Later in Colossians, in chapter 3:16, Paul writes, “Let the message of Christ dwell among you richly as you teach and admonish one another with all wisdom through psalms, hymns, and songs from the Spirit, singing to God with gratitude in your hearts.” This verse fascinates me. We love to correct and admonish one another. But what does it mean to admonish one another through singing?
Earlier in chapter 3, Paul instructs the Colossian church to “set your minds on things above, not on earthly things.” In her commentary on Colossians, Marianne Meye Thompson says that singing reorients us upward. “What ‘psalms, hymns, and spiritual songs’ share in common is that they are directed to God and sung with rather than to other members of the community…by directing the thoughts and minds of believers to God, these acts of worship serve corrective functions in the lives of believers, reorienting them to praise and thanksgiving to God.” 
(Incidentally, Marianne is presenting at the upcoming Calvin Symposium on Worship, during which the worship services will focus on the book of Colossians. There’s still time to sign up to attend in person or online!)
In other words, we sing to see. To see the things of God, to orient ourselves toward the things of God, to realign ourselves with that which God is about.
I love that idea.
But it makes me wonder.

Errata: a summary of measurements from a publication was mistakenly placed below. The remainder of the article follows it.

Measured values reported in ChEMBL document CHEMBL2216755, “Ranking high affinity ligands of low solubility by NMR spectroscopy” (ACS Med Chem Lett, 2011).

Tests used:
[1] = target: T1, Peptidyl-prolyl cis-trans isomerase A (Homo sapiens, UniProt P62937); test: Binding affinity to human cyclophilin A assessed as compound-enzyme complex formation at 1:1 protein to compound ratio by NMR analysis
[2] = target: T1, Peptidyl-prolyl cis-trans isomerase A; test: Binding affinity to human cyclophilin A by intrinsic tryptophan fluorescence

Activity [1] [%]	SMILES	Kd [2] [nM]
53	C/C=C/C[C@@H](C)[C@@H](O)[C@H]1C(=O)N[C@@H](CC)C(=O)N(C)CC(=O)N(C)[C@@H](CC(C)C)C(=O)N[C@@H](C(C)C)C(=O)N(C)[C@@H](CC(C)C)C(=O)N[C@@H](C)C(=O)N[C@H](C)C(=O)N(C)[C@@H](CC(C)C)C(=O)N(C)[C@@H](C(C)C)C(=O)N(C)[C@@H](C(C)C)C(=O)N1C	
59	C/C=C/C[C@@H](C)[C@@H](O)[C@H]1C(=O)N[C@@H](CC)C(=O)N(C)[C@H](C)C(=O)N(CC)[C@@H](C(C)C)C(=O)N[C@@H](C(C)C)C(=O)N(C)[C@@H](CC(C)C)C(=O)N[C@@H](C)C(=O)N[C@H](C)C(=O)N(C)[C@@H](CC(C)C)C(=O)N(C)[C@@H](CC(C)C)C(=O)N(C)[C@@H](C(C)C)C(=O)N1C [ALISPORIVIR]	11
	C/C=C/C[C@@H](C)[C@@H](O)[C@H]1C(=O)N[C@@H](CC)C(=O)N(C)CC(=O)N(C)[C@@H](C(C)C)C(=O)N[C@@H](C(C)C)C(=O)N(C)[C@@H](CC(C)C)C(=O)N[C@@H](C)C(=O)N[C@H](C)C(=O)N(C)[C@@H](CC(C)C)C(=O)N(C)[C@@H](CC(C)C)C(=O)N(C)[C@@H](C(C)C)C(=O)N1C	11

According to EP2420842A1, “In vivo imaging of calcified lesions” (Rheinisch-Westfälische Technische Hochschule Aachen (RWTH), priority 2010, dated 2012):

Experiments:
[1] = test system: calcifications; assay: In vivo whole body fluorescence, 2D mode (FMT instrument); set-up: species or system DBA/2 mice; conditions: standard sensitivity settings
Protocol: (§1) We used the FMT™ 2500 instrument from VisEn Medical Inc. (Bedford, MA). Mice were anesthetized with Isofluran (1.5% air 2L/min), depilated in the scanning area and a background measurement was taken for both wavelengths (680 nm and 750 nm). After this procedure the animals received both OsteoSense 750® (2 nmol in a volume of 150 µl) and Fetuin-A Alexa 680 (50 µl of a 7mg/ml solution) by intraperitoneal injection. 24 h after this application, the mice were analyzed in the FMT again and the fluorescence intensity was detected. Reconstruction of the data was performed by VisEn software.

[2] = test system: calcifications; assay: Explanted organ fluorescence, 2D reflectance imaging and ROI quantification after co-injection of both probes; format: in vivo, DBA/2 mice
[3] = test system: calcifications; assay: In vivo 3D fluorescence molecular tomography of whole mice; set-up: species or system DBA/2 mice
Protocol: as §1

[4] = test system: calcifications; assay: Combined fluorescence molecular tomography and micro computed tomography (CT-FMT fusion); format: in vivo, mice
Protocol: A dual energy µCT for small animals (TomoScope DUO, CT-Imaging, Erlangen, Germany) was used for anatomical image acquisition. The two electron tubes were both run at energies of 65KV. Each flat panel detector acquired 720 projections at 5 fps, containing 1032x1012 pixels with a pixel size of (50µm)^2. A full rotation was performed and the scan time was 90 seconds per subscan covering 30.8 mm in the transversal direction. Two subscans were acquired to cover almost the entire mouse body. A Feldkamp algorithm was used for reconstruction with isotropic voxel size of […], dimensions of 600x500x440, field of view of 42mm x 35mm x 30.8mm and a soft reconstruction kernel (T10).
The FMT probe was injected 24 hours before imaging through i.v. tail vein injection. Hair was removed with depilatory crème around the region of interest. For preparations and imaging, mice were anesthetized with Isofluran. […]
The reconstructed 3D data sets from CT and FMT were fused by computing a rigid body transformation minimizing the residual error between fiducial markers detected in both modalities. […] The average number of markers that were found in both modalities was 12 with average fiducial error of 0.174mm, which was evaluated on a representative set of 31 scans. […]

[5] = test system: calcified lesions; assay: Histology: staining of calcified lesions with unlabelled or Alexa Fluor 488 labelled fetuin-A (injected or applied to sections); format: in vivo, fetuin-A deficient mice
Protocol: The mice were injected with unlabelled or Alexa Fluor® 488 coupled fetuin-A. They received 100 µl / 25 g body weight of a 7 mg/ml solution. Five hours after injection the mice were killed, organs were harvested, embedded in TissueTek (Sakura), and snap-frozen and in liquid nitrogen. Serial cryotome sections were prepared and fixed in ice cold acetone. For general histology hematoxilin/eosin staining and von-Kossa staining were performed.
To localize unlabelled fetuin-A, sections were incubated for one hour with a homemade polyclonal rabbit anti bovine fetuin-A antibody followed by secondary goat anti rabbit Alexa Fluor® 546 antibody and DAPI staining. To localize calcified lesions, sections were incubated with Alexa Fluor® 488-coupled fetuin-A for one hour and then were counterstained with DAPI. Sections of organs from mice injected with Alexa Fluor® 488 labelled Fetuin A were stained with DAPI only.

Do we pay enough attention to what we sing to allow it to teach and admonish us? To shape us? To form us? Or do we trust that it just seeps into us over time?
And if this is true, are we being thoughtful enough in our choosing of worship music? Do we look at our song diets and question, “What do these songs teach us? What’s being left out? Do these songs give us a big enough picture of who God is in the world? Do they help us to see well?”
I think that would be an interesting exercise to do over a few weeks. When singing in church, ask yourself, “How is this song helping me see the things of God? What am I seeing?”
And what song will you then take into your day, into your week, by which the news that God is King breaks forth, helping the world to see the truth of God’s sovereign reign?
Image from Canva
- Walsh, Brian J., and Sylvia C. Keesmaat. Colossians Remixed: Subverting the Empire. InterVarsity Press, p. 85.
- Brueggemann, Walter. Israel’s Praise: Doxology Against Idolatry. Minneapolis: Fortress Press, 1988, p. 49.
- Meye Thompson, Marrianne. Colossians and Philemon: A Two Horizons Commentary. Eerdmans, 2005, p. 86.
Given that we tend to internalize what we sing to the point that it perhaps sticks better than the scriptures,(why else do I know all of American Pie) what we sing and how it represents our immeasurable God becomes of utmost importance. Not the most recent ditty as well as antiquated language that does not hold sway in hearts and minds anymore. The nitty-gritty is always: what do the words say and can our congregation sing it or learn it well so that it sticks. Loved your words. Thanks!